Competitive cheer team to compete in nationals next week

Emma Watson

Layla Raber and Micah Robertson

Last Saturday night at halftime of the boys basketball game against Avon, 14 cheerleaders opened their routine with a spontaneous backflip – though they would call it a ‘standing tuck.” They moved into small groups, and the “flyer” did a back handspring before being caught by three of her fellow cheerleaders. From there, they threw her to the top of a stunt. 

They are all members of the CG competitive cheer team. While cheerleaders are well known for their performances at football and basketball games, the competitive team also performs routines in contests against other schools and teams. Their season will culminate next week in Florida as they compete against 70 other teams from across the country.

This is the cheerleading program’s second year with a competition team in recent years. They also went to nationals in 2022, where they did not make it past the preliminary levels. However, their season has been stronger this season.

“The team’s goal for this year is definitely to place a lot higher than we did last year,” Co-captain Kenzie Fuhr said. “We have two really good routines, and we’ve placed really well at all of our other competitions.” 

The team added a routine this year as they worked to improve their performance.

“Last year we only had one [routine], which was the game day, but this year is our second year doing game day and then our first year doing ‘traditional,’ so this year we have two routines,” sophomore Francesca Podolsky said.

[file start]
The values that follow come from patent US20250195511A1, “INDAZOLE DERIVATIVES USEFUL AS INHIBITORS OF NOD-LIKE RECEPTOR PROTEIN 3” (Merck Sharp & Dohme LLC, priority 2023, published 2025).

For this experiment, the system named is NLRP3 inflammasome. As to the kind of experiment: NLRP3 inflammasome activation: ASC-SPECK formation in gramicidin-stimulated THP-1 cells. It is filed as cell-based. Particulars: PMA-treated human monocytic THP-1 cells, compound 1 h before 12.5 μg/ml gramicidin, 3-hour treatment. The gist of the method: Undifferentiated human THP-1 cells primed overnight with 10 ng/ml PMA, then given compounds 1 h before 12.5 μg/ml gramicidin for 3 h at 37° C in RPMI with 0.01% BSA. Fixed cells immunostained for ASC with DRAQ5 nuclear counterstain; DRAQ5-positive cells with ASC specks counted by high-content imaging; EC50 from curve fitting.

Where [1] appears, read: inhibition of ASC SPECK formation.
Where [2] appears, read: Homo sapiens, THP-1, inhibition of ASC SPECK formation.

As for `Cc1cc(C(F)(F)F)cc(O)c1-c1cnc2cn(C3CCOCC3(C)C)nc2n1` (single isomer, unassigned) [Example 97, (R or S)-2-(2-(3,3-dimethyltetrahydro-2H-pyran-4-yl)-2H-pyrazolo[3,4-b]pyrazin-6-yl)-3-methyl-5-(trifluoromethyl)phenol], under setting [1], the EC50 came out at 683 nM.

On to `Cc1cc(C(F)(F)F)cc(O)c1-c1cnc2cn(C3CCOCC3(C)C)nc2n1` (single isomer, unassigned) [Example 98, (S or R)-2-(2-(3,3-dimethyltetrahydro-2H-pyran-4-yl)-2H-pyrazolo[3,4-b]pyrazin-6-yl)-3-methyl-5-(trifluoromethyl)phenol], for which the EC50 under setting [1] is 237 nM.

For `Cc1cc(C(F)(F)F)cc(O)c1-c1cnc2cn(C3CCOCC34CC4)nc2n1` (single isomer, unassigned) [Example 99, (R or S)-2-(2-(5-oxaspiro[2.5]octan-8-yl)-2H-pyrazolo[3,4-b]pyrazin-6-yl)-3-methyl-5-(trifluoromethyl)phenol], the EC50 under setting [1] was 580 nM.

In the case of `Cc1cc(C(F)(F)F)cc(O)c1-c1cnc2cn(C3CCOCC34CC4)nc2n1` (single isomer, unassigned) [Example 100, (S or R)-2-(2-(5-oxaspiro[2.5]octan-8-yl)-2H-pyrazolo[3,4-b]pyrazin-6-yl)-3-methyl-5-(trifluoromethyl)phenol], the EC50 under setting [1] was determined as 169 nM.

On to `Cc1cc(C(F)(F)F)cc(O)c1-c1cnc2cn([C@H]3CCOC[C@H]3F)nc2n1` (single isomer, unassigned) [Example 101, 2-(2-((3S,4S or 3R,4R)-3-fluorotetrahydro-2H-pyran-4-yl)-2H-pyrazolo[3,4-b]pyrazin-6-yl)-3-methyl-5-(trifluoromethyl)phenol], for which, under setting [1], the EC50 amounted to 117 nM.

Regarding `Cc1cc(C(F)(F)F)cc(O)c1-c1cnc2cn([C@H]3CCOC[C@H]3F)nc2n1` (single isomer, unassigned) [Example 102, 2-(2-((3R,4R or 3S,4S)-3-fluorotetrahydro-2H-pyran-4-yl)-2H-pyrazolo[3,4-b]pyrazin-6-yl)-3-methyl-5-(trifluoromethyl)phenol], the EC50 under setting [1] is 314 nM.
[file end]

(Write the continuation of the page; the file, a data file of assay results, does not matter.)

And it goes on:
The types of routines are based on a complicated assessment of difficulty, execution, technique etc. “Traditional” routines feature more jumps, stunts, and tumbling with a cheer in the middle of the routine, as opposed to a game day routine, which resembles what is seen on the sidelines of a football game. 

The competition season started at the end of October, with the cheerleaders traveling to Jennings County, Fishers and Silver Creek high schools over the last few weeks. The goal was to get a bid for nationals, which the team earned, but they also ranked well in regional competitions, including earning the Overall Grand Champion award at last weekend’s Silver Creek Competition.

“We usually have won our game day routine. Our traditional routine we usually get first or second place, but the first few competitions we’ve gone to are more for us to see what judges are telling us, so the next few competitions we’re having are going to be harder, but recently we’ve been winning them,” Podolsky said.

Competitions are judged with a score based on difficulty, but points may be taken off if cheerleaders don’t land their tumbling or fall. Multiple teams compete against each other in the intensive, all-day, Sunday events, which are a little like the national-level competition.

At nationals, the team will start with an opening round. 

“You have what they call ‘day one,’ which is just to see who moves on to semi-finals because the pools are so big. Since we’re performing two routines, we essentially have to perform six routines in total, hopefully,” Fuhr said. “We’re going to go from day one if our score is high enough compared to everyone else. Then we’ll go to semifinals, and then if our score is high enough again, we’ll get to move on to finals.”

Fuhr has hopes for her own performance as well as the team.

“Personally I’m hoping to just go out and put out six good routines,” she said. “My game day routine I would really like to have a lot of spirit, because I don’t do any stunts in that one and that one is more about just how loud and enthusiastic you can be. As far as my traditional routine, I’m hoping that my tumbling looks good and of course that all my stunts stay in the air.”

But as a whole, Fuhr said, “Definitely moving on to finals is the team goal, but also hitting both routines, which basically means doing them perfectly, or to the best of our ability.”

The team will begin competing in Orlando on Feb. 9.